McIlroy suited to Atlanta

WHEN Rory McIlroy set out on his life-changing season in January, he did not see his best chance coming at Congressional, the scene of his stunning US Open triumph. Back then, when he was a mere future superstar, he dreamed of the USPGA Championship at Atlanta Athletic Club.

“I do think this could be the major which suits me best,” he said here yesterday as he finished off his preparations for today’s first round. “At the start of this year when I was looking forward I felt this and the Masters would suit me best.”

McIlroy’s affection for Augusta has raged ever since he was a child, and, in terms of time-span, the love affair with the campaign’s final major is still in the holding hands stage. But in terms of interaction, the relationship has been as steamy as the weather here. McIlroy has played two USPGA Championships and finished third both times, a remarkable beginning for any golfer. If golfers are like horses when it comes to courses then McIlroy could prove to be the USPGA’s Red Rum.

“I like the way the PGA of America sets up their courses,” he said. “It really suits my game; they put a premium on ball-striking. This is a straightforward golf course, nothing is hidden, it’s all out in front of you. You can make a few birdies around the turn and then you’ve just got to hang on for dear life coming in.”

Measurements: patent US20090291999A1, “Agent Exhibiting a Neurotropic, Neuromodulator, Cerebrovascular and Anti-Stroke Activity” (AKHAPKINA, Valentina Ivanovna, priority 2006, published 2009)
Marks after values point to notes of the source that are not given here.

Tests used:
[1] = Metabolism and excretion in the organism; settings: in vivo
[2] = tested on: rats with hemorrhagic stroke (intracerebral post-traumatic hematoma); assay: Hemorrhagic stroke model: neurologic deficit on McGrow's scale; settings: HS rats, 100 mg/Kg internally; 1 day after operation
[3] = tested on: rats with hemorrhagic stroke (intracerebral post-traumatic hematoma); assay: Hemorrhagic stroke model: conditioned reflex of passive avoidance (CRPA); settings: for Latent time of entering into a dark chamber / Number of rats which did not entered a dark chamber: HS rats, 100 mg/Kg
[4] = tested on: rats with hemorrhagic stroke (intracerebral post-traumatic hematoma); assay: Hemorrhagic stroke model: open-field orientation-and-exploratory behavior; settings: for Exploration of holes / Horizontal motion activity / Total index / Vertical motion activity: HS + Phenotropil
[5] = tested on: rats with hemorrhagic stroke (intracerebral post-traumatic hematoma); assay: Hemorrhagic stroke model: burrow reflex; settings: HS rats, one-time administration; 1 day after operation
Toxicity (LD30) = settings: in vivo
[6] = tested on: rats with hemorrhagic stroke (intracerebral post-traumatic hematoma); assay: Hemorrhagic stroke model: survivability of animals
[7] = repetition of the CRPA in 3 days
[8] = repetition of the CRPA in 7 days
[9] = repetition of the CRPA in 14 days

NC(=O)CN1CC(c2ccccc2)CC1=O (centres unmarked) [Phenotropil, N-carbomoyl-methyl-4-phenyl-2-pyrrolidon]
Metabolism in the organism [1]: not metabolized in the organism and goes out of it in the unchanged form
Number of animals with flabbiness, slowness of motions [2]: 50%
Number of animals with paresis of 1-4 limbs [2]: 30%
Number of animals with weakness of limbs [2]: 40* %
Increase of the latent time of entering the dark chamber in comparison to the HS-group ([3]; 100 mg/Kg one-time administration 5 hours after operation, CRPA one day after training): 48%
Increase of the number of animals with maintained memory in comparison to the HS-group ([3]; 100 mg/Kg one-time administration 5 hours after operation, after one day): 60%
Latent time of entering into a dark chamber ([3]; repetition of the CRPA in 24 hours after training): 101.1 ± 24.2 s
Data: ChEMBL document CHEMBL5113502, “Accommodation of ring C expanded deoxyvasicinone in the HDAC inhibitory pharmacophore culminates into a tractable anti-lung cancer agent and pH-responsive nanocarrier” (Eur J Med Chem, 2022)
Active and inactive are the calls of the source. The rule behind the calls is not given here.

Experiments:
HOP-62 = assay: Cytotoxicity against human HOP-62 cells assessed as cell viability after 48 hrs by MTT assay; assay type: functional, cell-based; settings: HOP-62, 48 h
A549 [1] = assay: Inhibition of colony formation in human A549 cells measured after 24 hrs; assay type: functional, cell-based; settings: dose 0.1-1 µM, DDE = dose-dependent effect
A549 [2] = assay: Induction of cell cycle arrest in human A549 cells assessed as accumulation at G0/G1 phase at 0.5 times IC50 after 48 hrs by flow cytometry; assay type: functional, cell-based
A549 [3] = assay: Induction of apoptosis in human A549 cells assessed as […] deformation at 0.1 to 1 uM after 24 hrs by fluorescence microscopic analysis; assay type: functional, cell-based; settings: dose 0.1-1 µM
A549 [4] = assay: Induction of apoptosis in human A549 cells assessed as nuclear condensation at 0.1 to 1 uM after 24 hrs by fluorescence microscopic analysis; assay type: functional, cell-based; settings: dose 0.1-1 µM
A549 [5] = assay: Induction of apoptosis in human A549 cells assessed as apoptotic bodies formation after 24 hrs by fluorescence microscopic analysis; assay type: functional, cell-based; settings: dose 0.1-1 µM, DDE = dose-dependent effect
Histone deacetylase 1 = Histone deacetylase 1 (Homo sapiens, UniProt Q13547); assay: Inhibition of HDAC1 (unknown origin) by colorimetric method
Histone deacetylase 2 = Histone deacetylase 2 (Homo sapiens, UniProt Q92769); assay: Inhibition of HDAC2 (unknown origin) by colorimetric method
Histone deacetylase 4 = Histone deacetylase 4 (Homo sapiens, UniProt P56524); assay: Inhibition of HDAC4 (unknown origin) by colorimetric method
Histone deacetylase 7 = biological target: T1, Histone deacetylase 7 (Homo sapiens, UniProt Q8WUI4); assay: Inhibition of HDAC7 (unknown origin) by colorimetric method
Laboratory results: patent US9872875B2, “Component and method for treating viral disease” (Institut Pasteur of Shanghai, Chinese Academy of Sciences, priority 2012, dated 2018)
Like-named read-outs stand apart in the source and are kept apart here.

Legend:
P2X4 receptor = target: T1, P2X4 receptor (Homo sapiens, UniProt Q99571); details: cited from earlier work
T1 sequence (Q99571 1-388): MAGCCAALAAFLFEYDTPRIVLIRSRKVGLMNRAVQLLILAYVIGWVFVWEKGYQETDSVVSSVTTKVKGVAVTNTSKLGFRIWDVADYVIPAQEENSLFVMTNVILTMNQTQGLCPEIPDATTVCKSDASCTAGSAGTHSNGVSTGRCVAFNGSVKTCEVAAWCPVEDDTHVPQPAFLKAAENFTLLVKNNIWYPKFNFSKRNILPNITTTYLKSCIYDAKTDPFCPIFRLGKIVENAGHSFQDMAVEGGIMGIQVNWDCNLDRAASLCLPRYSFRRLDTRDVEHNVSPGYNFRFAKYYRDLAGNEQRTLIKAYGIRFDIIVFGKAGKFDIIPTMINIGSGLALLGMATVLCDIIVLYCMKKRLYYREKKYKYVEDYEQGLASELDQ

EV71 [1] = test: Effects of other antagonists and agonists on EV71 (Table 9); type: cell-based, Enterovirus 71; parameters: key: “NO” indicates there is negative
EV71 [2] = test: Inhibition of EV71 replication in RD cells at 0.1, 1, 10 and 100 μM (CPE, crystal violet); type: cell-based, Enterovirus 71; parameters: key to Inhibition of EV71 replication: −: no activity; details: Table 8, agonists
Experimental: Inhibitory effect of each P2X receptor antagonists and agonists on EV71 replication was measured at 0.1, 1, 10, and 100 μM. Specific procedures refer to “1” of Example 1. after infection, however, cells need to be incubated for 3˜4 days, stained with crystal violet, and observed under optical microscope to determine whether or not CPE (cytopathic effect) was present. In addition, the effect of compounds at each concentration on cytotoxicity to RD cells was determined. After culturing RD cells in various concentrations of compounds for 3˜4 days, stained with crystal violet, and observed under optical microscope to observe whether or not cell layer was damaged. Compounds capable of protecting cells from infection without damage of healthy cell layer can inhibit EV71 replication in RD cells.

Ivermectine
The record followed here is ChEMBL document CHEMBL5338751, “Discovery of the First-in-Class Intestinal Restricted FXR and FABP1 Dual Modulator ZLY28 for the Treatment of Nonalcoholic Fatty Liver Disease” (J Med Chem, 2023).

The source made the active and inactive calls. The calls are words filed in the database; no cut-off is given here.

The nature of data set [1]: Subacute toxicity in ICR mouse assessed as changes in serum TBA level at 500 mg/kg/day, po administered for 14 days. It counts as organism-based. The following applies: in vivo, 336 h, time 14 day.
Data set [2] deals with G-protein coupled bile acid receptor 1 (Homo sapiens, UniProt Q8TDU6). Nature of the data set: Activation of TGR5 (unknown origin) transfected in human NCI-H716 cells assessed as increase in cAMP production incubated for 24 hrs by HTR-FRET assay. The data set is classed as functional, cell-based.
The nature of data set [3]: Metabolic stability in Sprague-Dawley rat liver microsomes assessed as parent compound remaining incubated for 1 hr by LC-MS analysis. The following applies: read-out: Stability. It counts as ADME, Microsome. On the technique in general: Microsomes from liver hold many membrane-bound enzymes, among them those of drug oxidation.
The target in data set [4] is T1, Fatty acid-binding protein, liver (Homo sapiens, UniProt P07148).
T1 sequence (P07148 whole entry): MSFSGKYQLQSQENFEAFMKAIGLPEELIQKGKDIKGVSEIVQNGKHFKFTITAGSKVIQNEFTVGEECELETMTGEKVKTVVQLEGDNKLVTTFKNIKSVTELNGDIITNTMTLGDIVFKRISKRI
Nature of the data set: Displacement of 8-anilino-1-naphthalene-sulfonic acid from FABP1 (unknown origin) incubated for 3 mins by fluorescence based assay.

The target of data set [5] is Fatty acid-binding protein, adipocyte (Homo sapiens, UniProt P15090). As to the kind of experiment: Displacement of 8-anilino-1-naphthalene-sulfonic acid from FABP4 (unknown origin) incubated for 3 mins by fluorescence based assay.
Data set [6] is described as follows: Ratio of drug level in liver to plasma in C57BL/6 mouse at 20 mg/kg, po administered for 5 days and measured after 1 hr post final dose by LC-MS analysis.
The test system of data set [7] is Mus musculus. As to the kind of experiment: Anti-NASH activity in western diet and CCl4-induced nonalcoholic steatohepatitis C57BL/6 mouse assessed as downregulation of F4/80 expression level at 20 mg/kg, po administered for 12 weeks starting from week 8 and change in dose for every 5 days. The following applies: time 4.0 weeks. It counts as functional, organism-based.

As a gameplan, McIlroy has worked out the Athletic Club to the very last tee. The 22-year-old has recovered his mojo after the madness which broke out following his record week in Washington. Tales about his personal life have rivalled predictions of his greatness in number. He admits struggling to cope in the goldfish bowl, although now he has returned to America, feels able to breathe again.

“JP [Fitzgerald, his caddie] and I were talking at Akron last week and we felt we were back to work, back to do what we were supposed to do. It was a whirlwind after Congressional and it’s nice to feel like you’re back out there and finally focusing on winning golf tournaments again.”

With hindsight, it is blatantly clear it was a case of survival for McIlroy at the Open. The expectation, the interest, the demands... it was all so intense he did well to make the top 25. And then there was the weather. McIlroy was rounded upon when he expressed his dislike for the wind. In truth, he was simply acknowledging the strengths and weaknesses of his game. That is why he will resume his US Tour membership and that is why the States will be treated to more and more of his outrageous talent.

“I feel very comfortable in this country,” he said. “It was my decision to come back over here after what happened at the US Open. The reaction at the Masters and then at Congressional makes me feel I’ve got a great relationship with the fans. The reception they give me is like that for an American player.”

Already, Atlanta has hailed him as their guy. The stir he has created has amazed even a backroom staff now acclimatised to the Tigeresque mania. Judging by McIlroy’s mood, they had better prepare for the hype to be raised that much higher. “I’m not sure there’ll be a repeat of Congressional,” he said, with a snigger. “But I drove the ball great last week, I’m hitting it nicely, I got in a really good practice round yesterday and as long as I hole a few putts I’m in with a very good chance.”

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